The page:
TUESDAY, June 3, 2008 (HealthDay News) -- There's some truth to the old wives' tale that "for every child, the mother loses a tooth," according to a New York University professor who found that women with more children are more likely to have missing teeth.
Dr. Stefanie Russell, an assistant professor of epidemiology and health promotion, examined data on 2,635 women, ages 18 to 64, who reported at least one pregnancy in the Third National Health and Nutrition Examination Survey.
The findings were published online in the American Journal of Public Health.
"This is the first time we've seen a connection between pregnancy and tooth loss affecting women at all socioeconomic levels in a large, heterogeneous sample of the U.S. population," Russell said in a prepared statement.
Certain biological and behavioral changes related to pregnancy and childbirth may be the cause of this tooth loss, Russell said:
- Pregnancy can make women more prone to gingivitis (gum inflammation), and repeated pregnancies can result in more frequent outbreaks of gingivitis that may cause tooth loss in women with periodontitis.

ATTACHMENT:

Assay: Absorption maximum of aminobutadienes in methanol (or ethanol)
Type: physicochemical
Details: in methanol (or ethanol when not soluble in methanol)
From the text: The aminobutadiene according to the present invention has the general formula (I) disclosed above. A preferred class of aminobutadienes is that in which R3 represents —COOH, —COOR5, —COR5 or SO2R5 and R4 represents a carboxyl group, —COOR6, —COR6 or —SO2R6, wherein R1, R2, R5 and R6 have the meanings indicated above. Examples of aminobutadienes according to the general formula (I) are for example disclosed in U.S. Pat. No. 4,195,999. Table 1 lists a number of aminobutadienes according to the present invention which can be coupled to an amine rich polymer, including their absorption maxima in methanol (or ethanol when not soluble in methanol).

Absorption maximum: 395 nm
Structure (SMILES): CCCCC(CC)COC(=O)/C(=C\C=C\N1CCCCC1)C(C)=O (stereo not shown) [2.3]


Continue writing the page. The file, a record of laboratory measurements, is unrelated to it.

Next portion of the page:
- Women may delay dental treatment due to financial concerns related to having children.
- Caring for children may lead a mother to reduce the time she spends on her own oral health.
"Although further research is needed on the specific reasons for the link between pregnancy and tooth loss, it is clear that women with multiple children need to be especially vigilant about their oral health," Russell said.
"We, as a society, need to be more aware of the challenges that women with children may face in getting access to dental care. That means offering these women the resources and support they need, which can be as simple as making sure a working mother gets time off from work to see the dentist."
Visit the American Dental Association for more on pregnancy and dental health.